Our culture changes our behaviour and hence our hormones / biology.
One of the triggers in societal change was the Protestant Church encouraging a direct relationship to God rather than an intermediary (sola scriptura). This led to growth in literacy rates as the Church encouraged the population to learn how to read the Bible and develop their own relationship to God. This also led to universal, state funded schooling.
One key characteristic of WEIRD vs non-WEIRD people is identity. WEIRD people identify themselves by their key attributes while non-WEIRD people define themselves by their relationships.
Ask a WEIRD person to describe themselves and they will probably say: Intelligent, funny, enjoy reading, good runner….While a non-WEIRD person who say something like: Father of Jane, son of Peter, born in Miami…Here’s a fuller list of the key elements of Weird psychology:
Guilt vs Shame is another difference between WEIRD and non-WEIRD thinking. WEIRD societies have limited shame. WEIRD people spend little time thinking of other people’s opinions of your actions and how they judge you, and spend far more time feeling guilty for how they might have failed themselves or some standard they set. While a non-WEIRD person is far more focused on societal shame.
An impact from the Church was a change in kin/ clan based relationships where each clan might have had a craft or skill, and first or second cousin marriages or polygamy to a world of nuclear families. This created the opportunity for families to be far more mobile and diverse by craft or skills. In fact, they found that the longer a population was exposed to the Western Church, the weaker it’s families and WEIRDer its psychological patterns are today.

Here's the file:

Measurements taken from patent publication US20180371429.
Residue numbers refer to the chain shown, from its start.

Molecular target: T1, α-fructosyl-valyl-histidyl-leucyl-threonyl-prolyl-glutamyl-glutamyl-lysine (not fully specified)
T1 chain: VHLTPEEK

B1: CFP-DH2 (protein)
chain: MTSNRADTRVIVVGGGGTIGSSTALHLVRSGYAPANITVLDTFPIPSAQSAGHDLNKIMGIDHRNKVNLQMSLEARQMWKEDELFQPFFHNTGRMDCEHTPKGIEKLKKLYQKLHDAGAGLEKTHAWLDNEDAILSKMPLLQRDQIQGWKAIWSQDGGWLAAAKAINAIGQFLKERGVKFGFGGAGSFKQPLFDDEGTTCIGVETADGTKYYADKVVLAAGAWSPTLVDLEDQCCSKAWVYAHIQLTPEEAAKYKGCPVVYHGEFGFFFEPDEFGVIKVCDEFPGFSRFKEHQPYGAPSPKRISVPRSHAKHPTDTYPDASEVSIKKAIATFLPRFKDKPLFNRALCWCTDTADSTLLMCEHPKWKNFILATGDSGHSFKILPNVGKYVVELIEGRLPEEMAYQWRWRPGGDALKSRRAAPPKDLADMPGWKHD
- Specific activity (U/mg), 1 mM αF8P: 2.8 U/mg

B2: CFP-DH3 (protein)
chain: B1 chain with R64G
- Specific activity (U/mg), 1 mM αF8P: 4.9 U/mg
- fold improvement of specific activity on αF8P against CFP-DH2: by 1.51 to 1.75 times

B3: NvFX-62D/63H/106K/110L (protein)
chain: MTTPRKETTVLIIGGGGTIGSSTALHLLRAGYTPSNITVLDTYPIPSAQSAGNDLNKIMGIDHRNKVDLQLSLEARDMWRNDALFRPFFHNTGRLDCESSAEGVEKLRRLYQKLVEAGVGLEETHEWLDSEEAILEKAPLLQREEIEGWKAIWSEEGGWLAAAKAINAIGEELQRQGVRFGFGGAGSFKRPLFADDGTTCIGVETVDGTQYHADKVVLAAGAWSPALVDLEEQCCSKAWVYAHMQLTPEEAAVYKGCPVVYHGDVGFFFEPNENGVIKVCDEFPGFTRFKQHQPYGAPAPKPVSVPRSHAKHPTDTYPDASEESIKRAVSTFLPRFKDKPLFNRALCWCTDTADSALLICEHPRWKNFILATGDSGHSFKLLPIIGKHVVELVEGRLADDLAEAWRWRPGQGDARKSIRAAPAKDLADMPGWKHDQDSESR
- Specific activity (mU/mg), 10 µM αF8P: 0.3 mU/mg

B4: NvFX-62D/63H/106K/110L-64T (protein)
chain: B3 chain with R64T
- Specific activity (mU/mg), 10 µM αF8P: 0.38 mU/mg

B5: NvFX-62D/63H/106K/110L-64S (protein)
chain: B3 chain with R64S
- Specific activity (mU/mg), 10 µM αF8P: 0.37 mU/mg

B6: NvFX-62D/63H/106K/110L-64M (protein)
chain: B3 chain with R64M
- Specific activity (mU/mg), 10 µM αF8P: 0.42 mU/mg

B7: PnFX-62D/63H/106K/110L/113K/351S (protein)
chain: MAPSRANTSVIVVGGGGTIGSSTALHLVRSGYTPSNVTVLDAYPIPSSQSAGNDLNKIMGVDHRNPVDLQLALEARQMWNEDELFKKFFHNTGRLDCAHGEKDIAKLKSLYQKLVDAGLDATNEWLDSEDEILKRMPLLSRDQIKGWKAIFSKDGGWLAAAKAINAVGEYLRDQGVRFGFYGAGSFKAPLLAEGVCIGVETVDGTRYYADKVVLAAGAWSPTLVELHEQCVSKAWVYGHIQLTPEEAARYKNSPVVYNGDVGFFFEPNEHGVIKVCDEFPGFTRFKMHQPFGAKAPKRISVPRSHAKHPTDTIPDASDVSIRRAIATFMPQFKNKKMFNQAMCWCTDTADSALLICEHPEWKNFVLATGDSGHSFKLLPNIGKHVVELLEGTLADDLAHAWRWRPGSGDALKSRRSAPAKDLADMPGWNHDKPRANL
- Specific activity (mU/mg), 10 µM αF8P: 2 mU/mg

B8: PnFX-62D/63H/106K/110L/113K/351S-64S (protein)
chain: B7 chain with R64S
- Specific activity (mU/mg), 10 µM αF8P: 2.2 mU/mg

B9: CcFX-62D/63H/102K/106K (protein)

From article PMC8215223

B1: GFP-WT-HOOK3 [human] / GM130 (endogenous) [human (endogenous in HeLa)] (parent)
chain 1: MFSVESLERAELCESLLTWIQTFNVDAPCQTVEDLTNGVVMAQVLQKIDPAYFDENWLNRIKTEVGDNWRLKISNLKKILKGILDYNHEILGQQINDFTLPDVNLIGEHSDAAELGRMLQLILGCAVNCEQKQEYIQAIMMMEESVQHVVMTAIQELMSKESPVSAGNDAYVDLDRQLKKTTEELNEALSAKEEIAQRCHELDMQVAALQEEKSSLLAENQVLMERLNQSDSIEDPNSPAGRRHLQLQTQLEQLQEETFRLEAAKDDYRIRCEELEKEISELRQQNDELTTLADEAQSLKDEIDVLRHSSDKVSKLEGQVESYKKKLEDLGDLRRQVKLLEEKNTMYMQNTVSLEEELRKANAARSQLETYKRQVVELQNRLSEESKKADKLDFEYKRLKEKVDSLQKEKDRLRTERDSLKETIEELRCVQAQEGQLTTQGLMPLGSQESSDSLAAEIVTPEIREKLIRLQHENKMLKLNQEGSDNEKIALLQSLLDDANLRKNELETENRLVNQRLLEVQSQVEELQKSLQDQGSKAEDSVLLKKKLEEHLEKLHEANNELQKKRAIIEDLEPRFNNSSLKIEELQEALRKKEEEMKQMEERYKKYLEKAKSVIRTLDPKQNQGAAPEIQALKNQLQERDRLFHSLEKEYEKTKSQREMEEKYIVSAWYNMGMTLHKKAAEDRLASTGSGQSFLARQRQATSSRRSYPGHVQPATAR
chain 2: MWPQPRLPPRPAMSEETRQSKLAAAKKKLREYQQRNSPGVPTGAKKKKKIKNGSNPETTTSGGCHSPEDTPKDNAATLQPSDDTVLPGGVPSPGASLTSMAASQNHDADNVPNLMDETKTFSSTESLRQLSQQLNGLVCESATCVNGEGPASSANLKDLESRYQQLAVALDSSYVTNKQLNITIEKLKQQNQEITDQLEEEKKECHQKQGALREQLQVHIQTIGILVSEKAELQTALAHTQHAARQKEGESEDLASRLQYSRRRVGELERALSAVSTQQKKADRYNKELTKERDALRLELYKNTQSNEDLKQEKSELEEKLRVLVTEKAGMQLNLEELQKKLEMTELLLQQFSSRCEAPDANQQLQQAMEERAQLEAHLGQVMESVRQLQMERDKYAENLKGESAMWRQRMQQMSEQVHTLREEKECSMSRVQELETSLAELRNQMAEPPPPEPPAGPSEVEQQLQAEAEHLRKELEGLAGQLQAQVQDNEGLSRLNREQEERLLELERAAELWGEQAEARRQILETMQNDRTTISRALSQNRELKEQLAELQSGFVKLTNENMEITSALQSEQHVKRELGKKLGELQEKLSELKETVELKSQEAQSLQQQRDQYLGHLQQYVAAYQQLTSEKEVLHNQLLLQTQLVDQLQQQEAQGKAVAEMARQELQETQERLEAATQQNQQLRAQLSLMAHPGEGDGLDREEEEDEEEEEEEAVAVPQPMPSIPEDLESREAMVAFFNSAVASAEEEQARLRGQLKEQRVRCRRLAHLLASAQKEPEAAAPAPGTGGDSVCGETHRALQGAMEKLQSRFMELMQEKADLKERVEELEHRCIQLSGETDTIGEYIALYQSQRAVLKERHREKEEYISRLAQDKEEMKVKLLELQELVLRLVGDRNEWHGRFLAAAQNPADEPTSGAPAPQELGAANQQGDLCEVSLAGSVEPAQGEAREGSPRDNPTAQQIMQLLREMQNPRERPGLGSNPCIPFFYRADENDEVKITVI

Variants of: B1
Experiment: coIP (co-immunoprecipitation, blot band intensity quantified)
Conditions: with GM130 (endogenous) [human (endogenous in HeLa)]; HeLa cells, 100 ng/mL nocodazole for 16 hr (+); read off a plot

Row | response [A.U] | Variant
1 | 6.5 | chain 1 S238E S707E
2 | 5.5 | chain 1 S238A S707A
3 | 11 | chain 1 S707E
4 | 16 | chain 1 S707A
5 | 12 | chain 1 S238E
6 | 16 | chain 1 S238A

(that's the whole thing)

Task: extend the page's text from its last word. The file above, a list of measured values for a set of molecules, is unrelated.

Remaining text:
The breakdown of kin-based institutions opened the door to urbanisation and the formation of free cities and charter towns, which began developing greater self-governance. Today we find that there is a huge difference between a tight norms versus a loose norms society. There is more innovation in the loose norms society, since without the burden of close kins, there is more openness to trying new things.
While religion has gone out of favour today in the West, in the past religious groups offered a trifecta: (a) interdependent networks that provide mutual aid, (b) shared commitments to scared norms, (c) rituals and supernatural beliefs that help manage existential anxiety and uncertainty.
I left the book better understanding just how different a WEIRD person’s view of the world is to non-WEIRD and why we may have a hard time understanding each others perspective.
Nouriel Roubini has written another book: Megathreats. It discusses the ten trends that imperil our future, and how to survive them.
Thanks to David Giampaolo and Tania Rotherwick I saw him at his presentation to Pi Capital this week, and have borrowed liberally from Tania’s notes below:
Roubini's assessment of the current situation:
Geopolitical: (similar to Papic’s multi-polar world and Zeihan’s end of the current order): We are in a period of geopolitical depression which will further divide the world, punctuated by four revisionist regimes - China, Russia, North Korea, Iran - that have rejected the liberal economic, monetary, geopolitical order that the West architected after WW2. The risk of war between great powers is rising and even if it remains a Cold War, this leads to increasing deglobalization, protectionism and re-shoring
Climate Change: Is creating a biodiversity crisis, destroying ecosystems and leading to an increase in zoonotic diseases and pandemic incidence; the melting permafrost in the northern hemisphere is release vast quantities of methane(>10x worse than CO2) and the additional concern or long frozen, potentially dangerous, bacteria and viruses coming back to life.
Technology: We are in the midst of an AI revolution and, while there are some positive economic benefits, we must not forget the the risk of permanent technological unemployment, not just for blue collar workers, but increasingly for both white collar and creative professions. Technology innovation of this sort is capital intensive and labour saving which means only the top 10% will benefit, increasing inequality.